Endoscope-guided Nissen fundoplication
Gastroesophageal reflux (GERD) is a common and almost endemic problem in the Western world. Laparoscopic anti-reflux surgery is an effective and durable treatment for GERD in patients who are well-selected. Selection depends on a careful assessment of symptoms and a thorough physiologic evaluation with endoscopy, pH-monitoring and esophageal manometry. In more advanced and difficult cases, additional tests may be indicated. Cases encountered in practice range from straight forward and "everyday" to extremely complex and difficult; both in the decision-making, the operation, and the patient management. The common thread between all cases of anti-reflux surgery, complex or simple, is a stepwise and organized approach that takes into consideration the individual patient's disease and physiology. We present a case in this video that is not complex but which provides a good illustration of the technical steps required to recreate an effective gastroesophageal valve. We emphasize an atraumatic and efficient approach to the operation that ensures optimal outcomes and will minimize intraoperative complications. We discuss the characteristics of a properly formed fundoplication and debate with other experts some of the minor technical details such as suture patterns and materials. We also show how intraoperative endoscopy can serve as a powerful tool for quality control and postulate that surgeons can improve their results if they adopt routine interoperative control by endoscopy. We hope that you will enjoy and benefit from this case…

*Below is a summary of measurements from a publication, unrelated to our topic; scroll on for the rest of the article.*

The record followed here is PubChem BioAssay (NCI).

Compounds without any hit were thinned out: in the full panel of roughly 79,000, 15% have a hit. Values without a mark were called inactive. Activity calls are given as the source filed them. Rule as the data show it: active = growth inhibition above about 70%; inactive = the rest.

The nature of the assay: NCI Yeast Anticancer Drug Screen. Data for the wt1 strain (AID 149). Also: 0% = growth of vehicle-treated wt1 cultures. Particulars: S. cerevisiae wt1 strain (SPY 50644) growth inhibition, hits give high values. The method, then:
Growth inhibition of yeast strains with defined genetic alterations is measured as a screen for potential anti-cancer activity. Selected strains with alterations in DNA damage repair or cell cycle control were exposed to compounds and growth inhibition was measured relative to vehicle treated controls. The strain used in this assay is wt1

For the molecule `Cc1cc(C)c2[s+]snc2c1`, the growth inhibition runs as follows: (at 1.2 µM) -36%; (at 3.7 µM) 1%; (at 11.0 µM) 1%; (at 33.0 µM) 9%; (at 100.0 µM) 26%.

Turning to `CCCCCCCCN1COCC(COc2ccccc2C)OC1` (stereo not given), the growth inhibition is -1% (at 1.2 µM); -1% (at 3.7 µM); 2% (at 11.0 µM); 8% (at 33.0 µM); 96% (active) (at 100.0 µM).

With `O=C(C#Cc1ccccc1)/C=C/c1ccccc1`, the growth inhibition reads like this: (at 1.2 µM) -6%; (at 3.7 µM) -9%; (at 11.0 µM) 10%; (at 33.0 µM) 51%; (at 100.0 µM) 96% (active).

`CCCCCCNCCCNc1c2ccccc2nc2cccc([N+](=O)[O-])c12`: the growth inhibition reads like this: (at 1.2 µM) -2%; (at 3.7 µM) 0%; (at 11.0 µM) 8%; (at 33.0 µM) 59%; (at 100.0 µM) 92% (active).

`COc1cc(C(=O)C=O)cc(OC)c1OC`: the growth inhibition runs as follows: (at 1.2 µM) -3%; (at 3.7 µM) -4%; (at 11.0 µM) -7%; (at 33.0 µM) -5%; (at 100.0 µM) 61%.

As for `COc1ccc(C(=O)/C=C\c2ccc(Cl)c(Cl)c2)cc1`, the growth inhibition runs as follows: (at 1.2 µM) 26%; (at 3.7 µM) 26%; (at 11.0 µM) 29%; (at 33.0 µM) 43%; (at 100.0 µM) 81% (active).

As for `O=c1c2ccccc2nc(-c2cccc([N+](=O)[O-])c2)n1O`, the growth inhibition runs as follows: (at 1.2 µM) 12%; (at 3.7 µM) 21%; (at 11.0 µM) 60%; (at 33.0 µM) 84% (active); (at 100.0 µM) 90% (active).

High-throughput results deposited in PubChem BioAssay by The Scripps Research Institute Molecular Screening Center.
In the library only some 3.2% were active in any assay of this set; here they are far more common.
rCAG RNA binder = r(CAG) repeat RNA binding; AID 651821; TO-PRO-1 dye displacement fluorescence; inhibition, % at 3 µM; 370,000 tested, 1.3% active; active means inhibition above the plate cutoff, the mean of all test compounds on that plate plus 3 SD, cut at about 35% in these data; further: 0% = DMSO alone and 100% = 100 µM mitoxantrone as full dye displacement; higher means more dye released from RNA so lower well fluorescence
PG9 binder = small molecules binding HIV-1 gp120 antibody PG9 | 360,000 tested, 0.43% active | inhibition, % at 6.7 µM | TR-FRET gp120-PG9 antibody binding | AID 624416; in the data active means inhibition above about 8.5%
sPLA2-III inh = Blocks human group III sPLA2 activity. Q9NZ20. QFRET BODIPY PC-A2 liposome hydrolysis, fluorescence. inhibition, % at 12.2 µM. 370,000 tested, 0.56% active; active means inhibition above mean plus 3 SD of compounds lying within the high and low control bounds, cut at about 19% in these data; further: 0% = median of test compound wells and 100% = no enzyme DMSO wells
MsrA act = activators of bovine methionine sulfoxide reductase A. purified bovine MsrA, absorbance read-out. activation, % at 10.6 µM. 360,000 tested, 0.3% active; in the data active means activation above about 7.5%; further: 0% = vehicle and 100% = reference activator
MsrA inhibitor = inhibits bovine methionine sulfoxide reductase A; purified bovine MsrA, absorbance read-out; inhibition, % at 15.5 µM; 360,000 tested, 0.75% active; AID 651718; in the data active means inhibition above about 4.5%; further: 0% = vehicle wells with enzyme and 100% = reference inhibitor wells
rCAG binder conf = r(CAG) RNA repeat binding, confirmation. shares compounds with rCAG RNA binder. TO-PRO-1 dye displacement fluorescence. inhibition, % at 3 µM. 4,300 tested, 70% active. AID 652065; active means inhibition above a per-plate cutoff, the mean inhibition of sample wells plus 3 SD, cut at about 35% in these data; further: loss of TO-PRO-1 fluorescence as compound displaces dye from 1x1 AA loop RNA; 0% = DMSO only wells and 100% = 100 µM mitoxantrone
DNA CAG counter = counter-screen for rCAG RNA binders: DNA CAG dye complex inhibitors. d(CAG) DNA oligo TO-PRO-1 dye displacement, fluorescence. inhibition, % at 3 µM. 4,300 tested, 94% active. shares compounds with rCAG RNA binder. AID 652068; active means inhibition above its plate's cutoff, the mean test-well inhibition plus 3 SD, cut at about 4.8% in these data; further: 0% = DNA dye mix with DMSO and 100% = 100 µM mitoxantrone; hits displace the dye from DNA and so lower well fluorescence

LL Swanström, A D'Urso, J Marescaux
Surgical intervention
4 years ago
2227 views
117 likes
0 comments
36:15